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Breakthrough in B.C. port dispute as new tentative deal is reached

A late-night breakthrough could herald an end to British Columbia’s long-running port dispute, with the longshore workers’ union and the employers’ association announcing a new tentative agreement.
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A late-night breakthrough could herald an end to British Columbia’s long-running port dispute, with the longshore workers’ union and the employers’ association announcing a new tentative agreement.

Details of the deal haven’t been released, but both sides say in a joint statement issued Sunday night that they are recommending their members to ratify it.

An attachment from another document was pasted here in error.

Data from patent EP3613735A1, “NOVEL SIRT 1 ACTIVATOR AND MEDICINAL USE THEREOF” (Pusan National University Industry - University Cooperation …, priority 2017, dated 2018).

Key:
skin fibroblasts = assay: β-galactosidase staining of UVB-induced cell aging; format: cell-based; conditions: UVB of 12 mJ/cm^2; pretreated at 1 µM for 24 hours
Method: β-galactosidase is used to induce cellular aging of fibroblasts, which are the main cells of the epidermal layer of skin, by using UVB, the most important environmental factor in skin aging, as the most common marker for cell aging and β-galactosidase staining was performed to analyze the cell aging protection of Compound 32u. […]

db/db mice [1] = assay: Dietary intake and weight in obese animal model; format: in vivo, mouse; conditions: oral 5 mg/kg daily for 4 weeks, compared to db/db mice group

The International Longshore and Warehouse Union Canada and the BC Maritime Employers Association say the new tentative deal was reached with the assistance of the Canada Industrial Relations Board.

The dispute, which saw workers walk off the job at more than 30 port terminals and other sites for 13 days at the beginning of July, entered a new phase late Friday night when members of the union rejected a previous potential agreement with employers.

Labour Minister Seamus O’Regan announced Saturday he was directing the industrial relations board to determine if a negotiated end to the dispute was still possible, and if not, to impose an agreement or final binding arbitration.

Pressure had been mounting for federal intervention if a deal failed to eventuate.

Parties including Alberta Premier Danielle Smith, the Business Council of Canada and the Canadian Federation of Independent Business have all urged the federal government to legislate an end to the dispute if it continued.





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